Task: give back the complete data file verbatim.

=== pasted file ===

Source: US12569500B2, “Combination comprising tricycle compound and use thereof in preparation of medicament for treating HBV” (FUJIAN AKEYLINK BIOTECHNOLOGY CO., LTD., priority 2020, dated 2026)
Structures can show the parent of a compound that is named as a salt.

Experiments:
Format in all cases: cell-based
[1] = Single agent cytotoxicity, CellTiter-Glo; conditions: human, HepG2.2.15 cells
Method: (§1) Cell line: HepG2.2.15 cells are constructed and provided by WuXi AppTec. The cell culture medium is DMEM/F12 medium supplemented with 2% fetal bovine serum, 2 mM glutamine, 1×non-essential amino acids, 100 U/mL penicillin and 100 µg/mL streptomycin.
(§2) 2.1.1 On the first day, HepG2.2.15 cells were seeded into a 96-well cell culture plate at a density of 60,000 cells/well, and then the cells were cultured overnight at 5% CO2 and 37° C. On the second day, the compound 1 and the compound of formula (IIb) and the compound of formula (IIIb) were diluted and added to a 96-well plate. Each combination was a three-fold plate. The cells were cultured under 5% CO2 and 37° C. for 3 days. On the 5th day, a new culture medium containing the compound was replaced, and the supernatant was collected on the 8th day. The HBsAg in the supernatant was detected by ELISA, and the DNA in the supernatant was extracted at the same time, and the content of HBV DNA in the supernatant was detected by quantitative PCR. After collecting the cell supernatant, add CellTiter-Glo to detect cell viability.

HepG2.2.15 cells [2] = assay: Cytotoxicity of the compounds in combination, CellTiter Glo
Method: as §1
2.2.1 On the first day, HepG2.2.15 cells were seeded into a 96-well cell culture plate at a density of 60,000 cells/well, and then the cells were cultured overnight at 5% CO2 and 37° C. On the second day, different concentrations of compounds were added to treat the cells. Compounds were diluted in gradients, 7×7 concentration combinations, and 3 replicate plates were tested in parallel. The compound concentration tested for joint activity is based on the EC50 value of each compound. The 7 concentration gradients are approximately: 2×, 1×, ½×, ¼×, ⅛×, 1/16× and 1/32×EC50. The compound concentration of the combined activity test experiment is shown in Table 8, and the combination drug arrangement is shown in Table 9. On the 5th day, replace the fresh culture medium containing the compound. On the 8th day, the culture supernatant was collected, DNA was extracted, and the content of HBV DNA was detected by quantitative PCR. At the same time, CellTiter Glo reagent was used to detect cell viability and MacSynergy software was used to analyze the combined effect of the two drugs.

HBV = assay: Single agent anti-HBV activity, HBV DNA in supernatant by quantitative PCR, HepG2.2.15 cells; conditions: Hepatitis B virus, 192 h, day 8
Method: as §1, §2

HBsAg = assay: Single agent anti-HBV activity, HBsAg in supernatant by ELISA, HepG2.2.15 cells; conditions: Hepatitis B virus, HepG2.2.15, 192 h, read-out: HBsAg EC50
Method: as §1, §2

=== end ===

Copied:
Source: US12569500B2, “Combination comprising tricycle compound and use thereof in preparation of medicament for treating HBV” (FUJIAN AKEYLINK BIOTECHNOLOGY CO., LTD., priority 2020, dated 2026)
Structures can show the parent of a compound that is named as a salt.

Experiments:
Format in all cases: cell-based
[1] = Single agent cytotoxicity, CellTiter-Glo; conditions: human, HepG2.2.15 cells
Method: (§1) Cell line: HepG2.2.15 cells are constructed and provided by WuXi AppTec. The cell culture medium is DMEM/F12 medium supplemented with 2% fetal bovine serum, 2 mM glutamine, 1×non-essential amino acids, 100 U/mL penicillin and 100 µg/mL streptomycin.
(§2) 2.1.1 On the first day, HepG2.2.15 cells were seeded into a 96-well cell culture plate at a density of 60,000 cells/well, and then the cells were cultured overnight at 5% CO2 and 37° C. On the second day, the compound 1 and the compound of formula (IIb) and the compound of formula (IIIb) were diluted and added to a 96-well plate. Each combination was a three-fold plate. The cells were cultured under 5% CO2 and 37° C. for 3 days. On the 5th day, a new culture medium containing the compound was replaced, and the supernatant was collected on the 8th day. The HBsAg in the supernatant was detected by ELISA, and the DNA in the supernatant was extracted at the same time, and the content of HBV DNA in the supernatant was detected by quantitative PCR. After collecting the cell supernatant, add CellTiter-Glo to detect cell viability.

HepG2.2.15 cells [2] = assay: Cytotoxicity of the compounds in combination, CellTiter Glo
Method: as §1
2.2.1 On the first day, HepG2.2.15 cells were seeded into a 96-well cell culture plate at a density of 60,000 cells/well, and then the cells were cultured overnight at 5% CO2 and 37° C. On the second day, different concentrations of compounds were added to treat the cells. Compounds were diluted in gradients, 7×7 concentration combinations, and 3 replicate plates were tested in parallel. The compound concentration tested for joint activity is based on the EC50 value of each compound. The 7 concentration gradients are approximately: 2×, 1×, ½×, ¼×, ⅛×, 1/16× and 1/32×EC50. The compound concentration of the combined activity test experiment is shown in Table 8, and the combination drug arrangement is shown in Table 9. On the 5th day, replace the fresh culture medium containing the compound. On the 8th day, the culture supernatant was collected, DNA was extracted, and the content of HBV DNA was detected by quantitative PCR. At the same time, CellTiter Glo reagent was used to detect cell viability and MacSynergy software was used to analyze the combined effect of the two drugs.

HBV = assay: Single agent anti-HBV activity, HBV DNA in supernatant by quantitative PCR, HepG2.2.15 cells; conditions: Hepatitis B virus, 192 h, day 8
Method: as §1, §2

HBsAg = assay: Single agent anti-HBV activity, HBsAg in supernatant by ELISA, HepG2.2.15 cells; conditions: Hepatitis B virus, HepG2.2.15, 192 h, read-out: HBsAg EC50
Method: as §1, §2